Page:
The voluntary open offer from Unilever for shareholders of Hindustan Unilever is easily the most significant development for Indian market. Make no mistake, its way bigger than a petrol price decontrol, or allowing FDI in retail or anything where you may have heard lot more noise. What we should not do at this moment is to belittle this deal by talking about valuations, acceptance ratios and punting on what it means for other cash rich MNCs and their Indian arms.
Just think about it, Unilever is willing to put $5.4 bn cash to work, just to increase their stake in Indian arm to 75% and be rest assured, they won’t get all they want at Rs 600/share and they may at some point make a higher offer which we cannot speculate at this point. (By the way, the promoters of Saint Gobain and Fresenius Kabi should note this development and not dither over what is loose change)
What should an investor of HUL do? While the HUL stock is at life time high, this does not take away the fact that the stock would still rank as an underperformer if you invested in the stock 10 years back.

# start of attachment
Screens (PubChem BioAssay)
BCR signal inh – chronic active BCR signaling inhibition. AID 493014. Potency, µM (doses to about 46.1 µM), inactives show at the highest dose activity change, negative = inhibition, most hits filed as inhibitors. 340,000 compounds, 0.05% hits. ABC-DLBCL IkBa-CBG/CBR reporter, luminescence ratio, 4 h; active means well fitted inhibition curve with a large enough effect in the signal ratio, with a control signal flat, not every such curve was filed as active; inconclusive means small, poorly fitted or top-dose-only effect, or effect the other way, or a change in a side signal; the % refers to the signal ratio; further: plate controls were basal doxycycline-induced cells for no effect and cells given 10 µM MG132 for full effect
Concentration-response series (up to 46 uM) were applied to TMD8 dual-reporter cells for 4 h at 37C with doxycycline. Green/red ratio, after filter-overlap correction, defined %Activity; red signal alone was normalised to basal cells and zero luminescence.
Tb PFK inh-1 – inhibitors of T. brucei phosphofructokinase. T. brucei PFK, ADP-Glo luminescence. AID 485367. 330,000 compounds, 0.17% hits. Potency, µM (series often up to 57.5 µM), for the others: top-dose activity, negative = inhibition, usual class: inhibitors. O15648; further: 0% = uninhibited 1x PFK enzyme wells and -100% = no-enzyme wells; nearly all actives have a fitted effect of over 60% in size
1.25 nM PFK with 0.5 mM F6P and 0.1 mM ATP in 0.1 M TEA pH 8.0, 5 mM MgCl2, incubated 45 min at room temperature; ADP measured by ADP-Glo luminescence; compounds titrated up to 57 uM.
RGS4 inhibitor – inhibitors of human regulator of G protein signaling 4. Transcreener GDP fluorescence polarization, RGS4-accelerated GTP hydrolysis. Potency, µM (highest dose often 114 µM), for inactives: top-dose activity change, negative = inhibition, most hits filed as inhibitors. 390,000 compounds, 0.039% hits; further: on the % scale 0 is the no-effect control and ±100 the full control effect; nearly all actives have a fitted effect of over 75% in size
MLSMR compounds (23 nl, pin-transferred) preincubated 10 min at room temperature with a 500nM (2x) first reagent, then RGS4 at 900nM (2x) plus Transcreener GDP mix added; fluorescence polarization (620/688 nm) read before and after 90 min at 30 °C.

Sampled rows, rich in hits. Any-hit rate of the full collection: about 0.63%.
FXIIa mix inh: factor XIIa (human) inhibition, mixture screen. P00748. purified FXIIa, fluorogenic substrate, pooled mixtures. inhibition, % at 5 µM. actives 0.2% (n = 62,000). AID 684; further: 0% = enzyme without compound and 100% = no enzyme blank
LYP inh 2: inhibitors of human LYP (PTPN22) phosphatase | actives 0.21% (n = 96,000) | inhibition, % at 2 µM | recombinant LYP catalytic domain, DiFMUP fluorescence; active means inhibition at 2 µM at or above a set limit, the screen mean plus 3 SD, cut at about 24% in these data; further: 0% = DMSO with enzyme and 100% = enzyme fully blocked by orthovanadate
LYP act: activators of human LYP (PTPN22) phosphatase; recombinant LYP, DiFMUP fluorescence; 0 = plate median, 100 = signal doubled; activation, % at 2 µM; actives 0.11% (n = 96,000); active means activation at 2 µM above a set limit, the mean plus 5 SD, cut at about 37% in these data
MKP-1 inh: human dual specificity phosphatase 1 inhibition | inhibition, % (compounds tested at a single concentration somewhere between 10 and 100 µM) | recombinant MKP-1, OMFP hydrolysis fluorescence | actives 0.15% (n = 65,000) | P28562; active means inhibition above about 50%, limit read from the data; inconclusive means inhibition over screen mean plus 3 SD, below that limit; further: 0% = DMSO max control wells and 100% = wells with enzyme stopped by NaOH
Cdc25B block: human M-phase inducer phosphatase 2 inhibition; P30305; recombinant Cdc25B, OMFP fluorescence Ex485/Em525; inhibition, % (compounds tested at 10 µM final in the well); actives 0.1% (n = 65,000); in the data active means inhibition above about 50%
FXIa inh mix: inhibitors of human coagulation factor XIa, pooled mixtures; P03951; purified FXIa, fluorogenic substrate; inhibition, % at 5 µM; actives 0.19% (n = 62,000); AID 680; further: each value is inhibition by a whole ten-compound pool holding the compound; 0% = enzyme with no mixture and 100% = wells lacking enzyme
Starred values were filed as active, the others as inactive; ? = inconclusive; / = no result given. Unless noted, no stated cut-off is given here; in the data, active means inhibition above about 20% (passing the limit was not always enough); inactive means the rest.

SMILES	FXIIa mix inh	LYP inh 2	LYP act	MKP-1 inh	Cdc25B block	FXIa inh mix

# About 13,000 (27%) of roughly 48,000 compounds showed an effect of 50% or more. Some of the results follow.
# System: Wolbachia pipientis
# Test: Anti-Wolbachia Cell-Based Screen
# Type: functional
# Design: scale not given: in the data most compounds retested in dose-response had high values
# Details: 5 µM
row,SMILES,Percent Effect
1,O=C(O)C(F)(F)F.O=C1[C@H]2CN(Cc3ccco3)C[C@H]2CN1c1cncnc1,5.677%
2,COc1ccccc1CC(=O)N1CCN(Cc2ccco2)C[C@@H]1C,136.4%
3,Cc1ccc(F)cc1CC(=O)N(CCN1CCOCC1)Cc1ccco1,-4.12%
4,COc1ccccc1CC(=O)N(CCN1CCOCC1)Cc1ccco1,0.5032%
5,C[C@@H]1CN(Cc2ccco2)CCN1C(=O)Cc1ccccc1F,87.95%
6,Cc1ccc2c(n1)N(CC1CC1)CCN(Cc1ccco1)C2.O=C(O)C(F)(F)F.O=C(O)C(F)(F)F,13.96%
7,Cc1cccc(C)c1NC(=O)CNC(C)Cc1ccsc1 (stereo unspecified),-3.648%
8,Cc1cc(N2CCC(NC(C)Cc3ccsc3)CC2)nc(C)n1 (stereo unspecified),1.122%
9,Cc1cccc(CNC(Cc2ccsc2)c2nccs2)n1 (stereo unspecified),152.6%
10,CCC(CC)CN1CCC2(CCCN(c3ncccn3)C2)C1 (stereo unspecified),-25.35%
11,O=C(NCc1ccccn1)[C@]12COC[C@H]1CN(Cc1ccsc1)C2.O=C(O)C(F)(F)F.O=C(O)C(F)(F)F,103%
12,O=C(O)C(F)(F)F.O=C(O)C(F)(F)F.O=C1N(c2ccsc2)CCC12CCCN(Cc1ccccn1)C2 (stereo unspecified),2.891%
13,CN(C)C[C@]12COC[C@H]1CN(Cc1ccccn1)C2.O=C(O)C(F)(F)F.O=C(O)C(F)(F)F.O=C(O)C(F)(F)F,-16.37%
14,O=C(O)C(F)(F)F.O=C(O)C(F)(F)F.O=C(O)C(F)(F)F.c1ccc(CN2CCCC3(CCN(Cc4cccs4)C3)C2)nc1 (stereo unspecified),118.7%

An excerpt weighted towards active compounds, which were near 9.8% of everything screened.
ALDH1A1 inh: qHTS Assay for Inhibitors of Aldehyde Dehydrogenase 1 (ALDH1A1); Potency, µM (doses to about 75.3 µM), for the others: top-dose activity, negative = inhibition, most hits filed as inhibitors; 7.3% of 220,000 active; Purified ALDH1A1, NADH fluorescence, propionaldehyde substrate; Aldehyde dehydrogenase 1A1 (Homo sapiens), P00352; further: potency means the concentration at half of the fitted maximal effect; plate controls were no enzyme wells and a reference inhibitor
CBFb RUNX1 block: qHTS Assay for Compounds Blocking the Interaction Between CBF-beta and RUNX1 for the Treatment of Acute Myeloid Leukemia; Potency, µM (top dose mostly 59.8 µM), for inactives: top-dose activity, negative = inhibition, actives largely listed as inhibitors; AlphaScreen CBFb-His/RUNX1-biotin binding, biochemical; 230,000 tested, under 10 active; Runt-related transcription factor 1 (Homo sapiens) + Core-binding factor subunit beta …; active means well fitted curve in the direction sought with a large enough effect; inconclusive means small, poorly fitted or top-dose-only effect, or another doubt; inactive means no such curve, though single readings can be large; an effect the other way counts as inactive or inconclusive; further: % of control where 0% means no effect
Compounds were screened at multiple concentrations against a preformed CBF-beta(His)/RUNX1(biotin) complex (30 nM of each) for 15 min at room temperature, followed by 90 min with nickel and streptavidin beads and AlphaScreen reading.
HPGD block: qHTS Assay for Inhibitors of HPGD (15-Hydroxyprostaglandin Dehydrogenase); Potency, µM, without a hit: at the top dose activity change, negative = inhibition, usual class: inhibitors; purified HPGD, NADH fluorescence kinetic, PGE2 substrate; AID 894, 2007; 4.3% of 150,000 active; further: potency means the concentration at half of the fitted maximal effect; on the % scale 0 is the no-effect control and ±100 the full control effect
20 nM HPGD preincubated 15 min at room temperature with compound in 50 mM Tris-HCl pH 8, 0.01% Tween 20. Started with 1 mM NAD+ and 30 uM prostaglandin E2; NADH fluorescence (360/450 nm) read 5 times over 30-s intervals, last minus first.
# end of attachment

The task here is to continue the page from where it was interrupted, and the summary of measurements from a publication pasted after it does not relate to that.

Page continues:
You will be amazed to know that despite all its massive outperformance in the last 3 years, only 3 index stocks have underperformed HUL over the last 10 years. While HUL is up 190% in last 10 years, only Hindalco, Reliance Infra and Ranbaxy have given lower returns if you take data from February 2003, which is when the great Indian bull market actually started.
During these 10 years, Sesa Goa has become 82 fold, Lupin 47 fold, Kotak Mahindra Bank a 40 bagger, and Axis Bank a 30 bagger. Ok, let’s agree that some of them have not been the part of index for 10 years and have only been added after significant outperformance. So look at peers, who have been in index for long. M&M is a 30 bagger, L&T a 15 bagger, Tata Motors 8 bagger and even the closest competitor ITC has been a 14 bagger. Of course all these stocks have had their triggers over last 10 years in terms of economy and individual company issues.
Unilever clearly is not doing this for charity, nor is it doing this because it thinks it owes it to shareholders. No way, it is doing that because it is betting on the much larger theme, which is the Indian consumption story. And while we may keep debating how expensive stocks look in the consumption basket, as the past bull market has shown, the market can make absolute mockery of near term valuations when it gets in the mood to reward a particular sector or a stock.